The president also dismissed the frequently made argument that legalization would help weaken the country's cartels by stripping them of their profits from illegal marijuana production and sale.
"The question becomes whether we should put the health of Mexican youth at risk in order to combat organized crime," the president said, "and my answer is no."
Other opponents go further to argue that the cartels would easily neutralize the impact of legalization.
"Many officials and politicians in Mexico are of the opinion that legalizing marijuana would diminish the capabilities of organized crime and therefore lead to less violence...this would not be the case", Mike Vigil, a former chief of international operations at the Drug Enforcement Administration (the DEA), told VICE News.
"Mexican drug cartels are poly-drug and most of their revenue comes from the trafficking of cocaine, heroin, and methamphetamine," he added. "They have also developed a new business model that includes extortion, kidnapping, human trafficking, [and the] theft of heavy metals and petroleum."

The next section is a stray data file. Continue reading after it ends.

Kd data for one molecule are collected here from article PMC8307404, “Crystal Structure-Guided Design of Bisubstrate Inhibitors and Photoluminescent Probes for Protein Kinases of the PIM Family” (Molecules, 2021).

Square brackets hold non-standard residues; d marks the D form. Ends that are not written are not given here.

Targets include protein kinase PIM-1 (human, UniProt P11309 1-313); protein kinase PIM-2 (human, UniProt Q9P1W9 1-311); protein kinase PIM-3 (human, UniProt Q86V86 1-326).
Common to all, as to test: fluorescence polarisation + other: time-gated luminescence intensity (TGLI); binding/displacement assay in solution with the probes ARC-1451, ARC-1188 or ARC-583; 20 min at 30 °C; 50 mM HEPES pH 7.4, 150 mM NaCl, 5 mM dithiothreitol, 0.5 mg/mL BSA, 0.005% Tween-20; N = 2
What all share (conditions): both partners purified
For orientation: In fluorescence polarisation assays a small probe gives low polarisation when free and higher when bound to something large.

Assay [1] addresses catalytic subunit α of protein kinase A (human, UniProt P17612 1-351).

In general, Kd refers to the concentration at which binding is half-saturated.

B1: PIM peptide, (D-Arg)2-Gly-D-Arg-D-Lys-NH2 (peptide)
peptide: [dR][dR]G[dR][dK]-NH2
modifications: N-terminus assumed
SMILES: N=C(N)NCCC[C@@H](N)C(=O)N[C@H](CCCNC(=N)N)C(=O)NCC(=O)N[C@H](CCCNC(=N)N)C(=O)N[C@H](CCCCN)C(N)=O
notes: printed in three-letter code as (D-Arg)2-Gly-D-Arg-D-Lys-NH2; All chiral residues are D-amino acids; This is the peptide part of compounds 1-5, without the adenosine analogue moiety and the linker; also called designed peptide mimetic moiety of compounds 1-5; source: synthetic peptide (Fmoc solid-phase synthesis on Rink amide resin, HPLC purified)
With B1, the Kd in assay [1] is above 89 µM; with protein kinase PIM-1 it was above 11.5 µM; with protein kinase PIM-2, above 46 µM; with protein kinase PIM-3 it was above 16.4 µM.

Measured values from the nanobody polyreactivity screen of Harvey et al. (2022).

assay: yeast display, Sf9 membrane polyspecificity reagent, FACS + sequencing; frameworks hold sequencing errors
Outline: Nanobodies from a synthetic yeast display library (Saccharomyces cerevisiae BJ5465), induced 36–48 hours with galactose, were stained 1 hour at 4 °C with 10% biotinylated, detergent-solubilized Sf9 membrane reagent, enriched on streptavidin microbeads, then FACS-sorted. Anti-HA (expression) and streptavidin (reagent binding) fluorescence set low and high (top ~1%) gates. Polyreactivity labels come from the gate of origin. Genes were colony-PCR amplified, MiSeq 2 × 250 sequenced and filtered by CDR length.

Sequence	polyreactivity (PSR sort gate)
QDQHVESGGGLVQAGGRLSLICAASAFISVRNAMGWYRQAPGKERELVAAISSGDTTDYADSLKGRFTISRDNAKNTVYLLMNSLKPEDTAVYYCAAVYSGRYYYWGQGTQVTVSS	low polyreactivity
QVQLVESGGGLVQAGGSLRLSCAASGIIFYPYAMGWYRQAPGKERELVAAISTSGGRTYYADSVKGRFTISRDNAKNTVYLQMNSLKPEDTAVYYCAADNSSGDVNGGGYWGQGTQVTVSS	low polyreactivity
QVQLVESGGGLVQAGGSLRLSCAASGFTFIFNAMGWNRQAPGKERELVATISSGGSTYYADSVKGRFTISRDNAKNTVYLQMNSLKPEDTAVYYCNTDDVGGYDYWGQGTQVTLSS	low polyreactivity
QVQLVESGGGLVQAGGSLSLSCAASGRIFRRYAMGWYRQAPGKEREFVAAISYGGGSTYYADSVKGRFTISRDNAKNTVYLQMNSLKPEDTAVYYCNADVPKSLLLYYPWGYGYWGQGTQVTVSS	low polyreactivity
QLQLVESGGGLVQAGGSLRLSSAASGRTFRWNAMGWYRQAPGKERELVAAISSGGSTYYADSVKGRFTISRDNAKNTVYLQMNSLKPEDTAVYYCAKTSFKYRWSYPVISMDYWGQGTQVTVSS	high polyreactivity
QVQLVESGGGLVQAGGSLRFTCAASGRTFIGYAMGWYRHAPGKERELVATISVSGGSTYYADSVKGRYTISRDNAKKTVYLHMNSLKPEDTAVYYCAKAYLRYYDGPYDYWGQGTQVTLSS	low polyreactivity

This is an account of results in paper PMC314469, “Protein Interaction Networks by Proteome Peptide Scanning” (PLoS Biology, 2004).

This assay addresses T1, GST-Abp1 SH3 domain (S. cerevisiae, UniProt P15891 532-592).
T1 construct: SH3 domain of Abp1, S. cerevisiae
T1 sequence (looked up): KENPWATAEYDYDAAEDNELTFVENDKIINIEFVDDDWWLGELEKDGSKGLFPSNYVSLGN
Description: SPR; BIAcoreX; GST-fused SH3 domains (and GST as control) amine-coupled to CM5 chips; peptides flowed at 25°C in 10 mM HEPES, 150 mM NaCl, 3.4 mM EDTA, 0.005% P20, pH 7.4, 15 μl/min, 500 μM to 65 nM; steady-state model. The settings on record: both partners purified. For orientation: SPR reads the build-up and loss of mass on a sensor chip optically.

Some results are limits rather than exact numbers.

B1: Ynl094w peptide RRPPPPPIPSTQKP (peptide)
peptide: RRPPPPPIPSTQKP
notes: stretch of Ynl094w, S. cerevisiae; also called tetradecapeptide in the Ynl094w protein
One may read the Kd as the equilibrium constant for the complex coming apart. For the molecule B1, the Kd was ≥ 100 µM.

Vigil also argues that criminal groups would employ the knowledge they already have of the drug market — and scant inclination to play by the rules — to shut down the economic space in which legal dispensaries might hope to operate.
"The cartels would easily undercut any legal dispensaries, if not control them through intimidation and corruption", he said. "They can certainly undercut them by selling cheaper weed with higher potency."
But perhaps the most challenging arguments for the pro-legalizing camp come from Edgardo Buscaglia, an expert in international organized crime attached to Columbia University. Buscaglia has a near guru-like status for many critics of the Mexican government's military-led strategy against organized crime that he argues is doomed to failure because it has failed to also include an offensive against political corruption.
Critics of the strategy tended to enthusiastically celebrate November's supreme court ruling on marijuana as a step in the right direction towards a new strategy. Buscaglia, however, rubbishes the decision as "legal masturbation."